Unmanned Refueling Aircraft Passes First Test Flight
(Source: US Navy; issued Sept. 19, 2019)
The Boeing MQ-25 unmanned aerial tanker successfully completed its first test flight on Sept. 19. Known as T1, the aircraft completed an autonomous two-hour flight, piloted from a ground control station at St. Louis Airport. (Boeing photo)
PATUXENT RIVER, Maryland --- The Navy and Boeing successfully completed the first test flight of the MQ-25, the first operational carrier-based unmanned refueling aircraft, Sept. 19 from MidAmerica Airport in Mascoutah, Illinois.

The Boeing-owned MQ-25 test asset, known as T1, completed an FAA-certified autonomous taxi and take-off and flew a pre-determined route for a two-hour flight to validate the aircraft’s basic flight functions and operations.

“Today’s flight is an exciting and significant milestone for our program and the Navy,” said Capt. Chad Reed, he Navy’s Unmanned Carrier Aviation (PMA-268) program manager. “The flight of this test asset two years before our first MQ-25 arrives represents the first big step in a series of early learning opportunities that are helping us progress toward delivery of a game-changing capability for the carrier air wing and strike group commanders.”

Testing will continue with T1 over the next several years to further the early learning and discovery that advances major systems and software development in support of the program’s 2024 initial operational capability target. The company will deliver the Engineering Development Model aircraft beginning in fiscal 2021.

The MQ-25A Stingray will be the world’s first operational carrier-based unmanned aircraft, designed to provide an aerial refueling capability. Integration of the Stingray into the Carrier Air Wing (CVW) will increase the number of F/A-18E/Fs available for strike fighter missions and extend the range of the CVW, improving its performance, efficiency and safety.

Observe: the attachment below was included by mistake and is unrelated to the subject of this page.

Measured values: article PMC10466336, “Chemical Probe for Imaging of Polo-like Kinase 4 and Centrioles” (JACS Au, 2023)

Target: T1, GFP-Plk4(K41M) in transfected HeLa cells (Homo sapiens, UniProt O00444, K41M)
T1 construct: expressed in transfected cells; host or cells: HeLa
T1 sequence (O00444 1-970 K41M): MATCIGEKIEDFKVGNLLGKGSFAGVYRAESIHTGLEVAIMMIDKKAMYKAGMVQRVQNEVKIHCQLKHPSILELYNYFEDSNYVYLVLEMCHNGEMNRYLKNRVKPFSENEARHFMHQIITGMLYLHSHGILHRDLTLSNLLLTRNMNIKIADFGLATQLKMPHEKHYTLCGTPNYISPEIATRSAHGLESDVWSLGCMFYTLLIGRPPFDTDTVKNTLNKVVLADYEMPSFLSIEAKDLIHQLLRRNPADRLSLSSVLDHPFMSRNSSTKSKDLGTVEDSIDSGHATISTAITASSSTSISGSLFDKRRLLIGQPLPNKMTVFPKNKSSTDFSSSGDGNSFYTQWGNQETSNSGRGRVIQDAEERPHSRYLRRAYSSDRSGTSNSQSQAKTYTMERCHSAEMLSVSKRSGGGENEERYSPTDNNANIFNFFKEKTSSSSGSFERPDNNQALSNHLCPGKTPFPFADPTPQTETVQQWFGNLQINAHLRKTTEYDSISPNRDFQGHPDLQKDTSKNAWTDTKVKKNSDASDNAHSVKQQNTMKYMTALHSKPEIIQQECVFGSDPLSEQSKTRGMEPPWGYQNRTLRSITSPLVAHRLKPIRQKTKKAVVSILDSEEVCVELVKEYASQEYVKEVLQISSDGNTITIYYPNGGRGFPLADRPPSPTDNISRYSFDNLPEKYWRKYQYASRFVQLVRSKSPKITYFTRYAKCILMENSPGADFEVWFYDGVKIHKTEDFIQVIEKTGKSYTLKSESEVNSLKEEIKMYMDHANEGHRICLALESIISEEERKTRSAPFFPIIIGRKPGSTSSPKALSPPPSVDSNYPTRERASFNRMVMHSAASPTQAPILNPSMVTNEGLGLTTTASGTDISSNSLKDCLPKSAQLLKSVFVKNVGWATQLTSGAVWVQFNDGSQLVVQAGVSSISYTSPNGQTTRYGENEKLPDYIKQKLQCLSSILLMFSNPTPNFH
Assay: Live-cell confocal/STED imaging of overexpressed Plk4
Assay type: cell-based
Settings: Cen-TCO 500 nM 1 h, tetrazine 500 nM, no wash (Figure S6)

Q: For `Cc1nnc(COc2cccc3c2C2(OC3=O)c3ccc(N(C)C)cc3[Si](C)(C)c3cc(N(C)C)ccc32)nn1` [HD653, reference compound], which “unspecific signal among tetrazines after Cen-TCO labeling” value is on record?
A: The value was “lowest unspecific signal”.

MQ-25 is a Navy Maritime Accelerated Acquisition program, aiming to deliver mission-critical capabilities to the fleet as rapidly as possible to meet warfighter needs. The Navy awarded Boeing an $805.3 million Engineering, Manufacturing and Development contract for the MQ-25 Aug. 30, 2018.

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Boeing MQ-25 Unmanned Aerial Refueler Completes First Test Flight
(Source: Boeing Co.; issued Sept. 19, 2019)
ST. LOUIS --- Boeing and the U.S. Navy today successfully completed the first test flight of the MQ-25 unmanned aerial refueler.

The MQ-25 test asset, known as T1, completed the autonomous two-hour flight under the direction of Boeing test pilots operating from a ground control station at MidAmerica St. Louis Airport in Mascoutah, Ill., where the test program is based.

The aircraft completed an autonomous taxi and takeoff and then flew a pre-determined route to validate the aircraft’s basic flight functions and operations with the ground control station.

“Seeing MQ-25 in the sky is a testament to our Boeing and Navy team working the technology, systems and processes that are helping get MQ-25 to the carrier,” said Boeing MQ-25 Program Director Dave Bujold. “This aircraft and its flight test program ensure we’re delivering the MQ-25 to the carrier fleet with the safety, reliability and capability the U.S. Navy needs to conduct its vital mission.”

The Boeing-owned test asset is a predecessor to the engineering development model (EDM) aircraft and is being used for early learning and discovery to meet the goals of the U.S. Navy’s accelerated acquisition program. Boeing will produce four EDM MQ-25 air vehicles for the U.S. Navy under an $805 million contract awarded in August 2018.

The MQ-25 will provide the Navy with a much-needed carrier-based unmanned aerial refueling capability. It will allow for better use of the combat strike fighters currently performing the tanking role and will extend the range of the carrier air wing.

“Today’s flight is an exciting and significant milestone for our program and the Navy,” said the Navy’s Unmanned Carrier Aviation (PMA-268) Program Manager Capt. Chad Reed. “The flight of this test asset two years before our first MQ-25 arrives represents the first big step in a series of early learning opportunities that are helping us progress toward delivery of a game-changing capability for the carrier air wing and strike group commanders.”

T1 received its experimental airworthiness certificate from the FAA in September, verifying that the air vehicle meets the agency’s requirements for safe flight. Testing will continue with T1 to further early learning and discovery that advances major systems and software development.


Story history:
-- Sept 21 @ 09:00 CET: added Boeing video.


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